Another white man has invoked the “stand your ground” or “shoot first” law, this time in Clearwater, Florida, to justify the fatal shooting of a Black man and claim self-defense. The killing is yet another reminder that Stand Your Ground has not worked for Black people, as the conviction of a Black airman who shot and injured another man in self-defense shows.
Michael Drejka shot Markeis McGlockton to death in front of his family in a dispute over a handicapped parking spot outside a convenience store. The white gunman reportedly instigated the incident as the initial aggressor when he provoked McGlockton’s girlfriend, asked her why she parked in the spot, and more specifically told her to move her “f—car.” McGlockton, hearing the argument, left the convenience store to protect his partner and two of their three children who were in the car. The unarmed Black man reportedly shoved Drejka to the ground, and Drejka then shot McGlockton — who was backing away — in the torso, according to surveillance video. The gunman claimed he felt threatened, and the Pinellas County Sheriff Bob Gualtieri argued the man is protected and cannot be arrested, a claim even the Republican sponsors of the legislation and the NRA refute.
The first-of-its-kind legislation in the nation, Florida’s stand your ground law was signed into law in 2005 and allows an individual to use deadly force without retreating if the person reasonably believes it is necessary for protection from a perceived threat. In 2017, the Florida law was changed, shifting the burden in pretrial hearings from the defendant to the prosecutor to prove whether force was used lawfully in self-defense, thereby making it easier for defendants to commit an act of violence and get away with it. Having a person assert self-defense and then shifting the burden to the state to prove that person is not entitled to immunity under stand your ground is unprecedented in criminal law. Although a state court found the 2017 changes to the law unconstitutional on the grounds that courts rather than the legislature had jurisdiction to make such a change, the law was upheld by an appellate court.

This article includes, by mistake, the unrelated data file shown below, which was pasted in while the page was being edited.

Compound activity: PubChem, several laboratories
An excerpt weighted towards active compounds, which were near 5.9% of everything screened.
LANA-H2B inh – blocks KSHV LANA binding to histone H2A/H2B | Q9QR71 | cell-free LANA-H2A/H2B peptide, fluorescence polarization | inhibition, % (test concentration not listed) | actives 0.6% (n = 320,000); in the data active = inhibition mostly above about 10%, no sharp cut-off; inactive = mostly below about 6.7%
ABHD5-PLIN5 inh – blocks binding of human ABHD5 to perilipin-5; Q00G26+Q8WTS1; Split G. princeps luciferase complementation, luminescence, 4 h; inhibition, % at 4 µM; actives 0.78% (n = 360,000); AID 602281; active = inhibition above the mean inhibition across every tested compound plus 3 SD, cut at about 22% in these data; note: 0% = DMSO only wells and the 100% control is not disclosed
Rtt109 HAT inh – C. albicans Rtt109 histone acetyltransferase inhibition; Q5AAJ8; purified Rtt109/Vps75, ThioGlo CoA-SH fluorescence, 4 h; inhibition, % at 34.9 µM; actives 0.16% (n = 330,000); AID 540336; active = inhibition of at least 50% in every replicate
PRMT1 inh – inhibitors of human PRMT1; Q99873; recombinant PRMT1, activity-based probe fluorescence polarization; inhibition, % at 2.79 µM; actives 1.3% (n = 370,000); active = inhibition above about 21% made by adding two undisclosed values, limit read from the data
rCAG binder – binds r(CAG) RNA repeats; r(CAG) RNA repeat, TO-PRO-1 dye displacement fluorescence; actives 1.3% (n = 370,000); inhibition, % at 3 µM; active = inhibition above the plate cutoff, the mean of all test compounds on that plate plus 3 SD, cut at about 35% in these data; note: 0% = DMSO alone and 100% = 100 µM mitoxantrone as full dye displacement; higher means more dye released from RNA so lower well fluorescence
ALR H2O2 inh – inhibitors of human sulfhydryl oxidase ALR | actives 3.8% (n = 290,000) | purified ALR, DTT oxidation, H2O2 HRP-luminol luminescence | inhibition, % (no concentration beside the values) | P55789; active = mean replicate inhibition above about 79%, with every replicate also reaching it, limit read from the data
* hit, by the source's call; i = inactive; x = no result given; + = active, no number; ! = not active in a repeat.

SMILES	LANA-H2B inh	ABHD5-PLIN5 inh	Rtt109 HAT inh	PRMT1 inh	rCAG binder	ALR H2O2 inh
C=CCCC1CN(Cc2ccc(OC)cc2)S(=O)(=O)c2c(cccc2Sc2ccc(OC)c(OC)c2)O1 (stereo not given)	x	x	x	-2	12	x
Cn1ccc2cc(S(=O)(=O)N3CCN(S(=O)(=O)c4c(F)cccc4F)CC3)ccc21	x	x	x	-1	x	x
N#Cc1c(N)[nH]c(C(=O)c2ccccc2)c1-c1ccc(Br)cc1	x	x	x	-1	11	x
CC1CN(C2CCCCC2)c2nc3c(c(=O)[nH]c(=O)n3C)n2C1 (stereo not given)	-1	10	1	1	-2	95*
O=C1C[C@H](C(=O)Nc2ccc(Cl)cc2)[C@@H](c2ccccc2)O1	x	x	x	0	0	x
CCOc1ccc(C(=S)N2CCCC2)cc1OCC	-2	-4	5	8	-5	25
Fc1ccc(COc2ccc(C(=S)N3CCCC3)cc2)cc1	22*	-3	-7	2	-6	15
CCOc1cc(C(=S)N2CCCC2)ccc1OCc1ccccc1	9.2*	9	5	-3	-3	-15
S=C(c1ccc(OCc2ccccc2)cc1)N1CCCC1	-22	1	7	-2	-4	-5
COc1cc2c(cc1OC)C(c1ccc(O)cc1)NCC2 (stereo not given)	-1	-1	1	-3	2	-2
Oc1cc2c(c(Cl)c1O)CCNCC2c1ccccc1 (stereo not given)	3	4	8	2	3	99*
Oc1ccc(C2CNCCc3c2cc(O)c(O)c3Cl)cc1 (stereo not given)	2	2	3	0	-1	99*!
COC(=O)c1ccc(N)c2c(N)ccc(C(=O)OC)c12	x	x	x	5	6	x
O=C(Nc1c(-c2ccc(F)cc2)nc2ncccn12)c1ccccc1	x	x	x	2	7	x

After Florida, 25 states have enacted their own version of stand your ground, which critics claim allows people to shoot to kill unarmed Black people in acts of racial vigilante violence. The racial implications of stand your ground came to light in 2012 when George Zimmerman, a self-proclaimed neighborhood watch volunteer killed Trayvon Martin, 17, in Sanford, Florida. Zimmerman, like Michael Drejka in the Markeis McGlockton shooting, was the aggressor, a claim Zimmerman denies. Although in claiming self-defense Zimmerman did not seek stand your ground immunity from prosecution before his 2013 trial, he was acquitted of second-degree murder charges by a jury that heard the law cited in its pre-deliberation instructions.
When Black people have invoked stand your ground to justify the use of deadly force, typically the law has not worked for them. For example, Michael Giles, like Zimmerman, did not pursue stand your ground immunity from prosecution. But when Giles’ lawyer raised a stand your ground defense in his closing arguments the jury returned a guilty verdict, and Giles is serving a 25-year sentence. In 2010, Giles, an airman who had recently returned from six years of duty in Iraq and Kuwait, went to a bar in Tallahassee with a group of his friends. A fight ensued in the parking lot among 30 to 40 mostly college students from Florida A&M University. Giles, who did not instigate the fight and did not want to leave his friends, went to retrieve his gun. During the melee, Courtney Thrower, a Florida A&M student, struck Giles on the back of the head, and Giles shot Thrower in the thigh.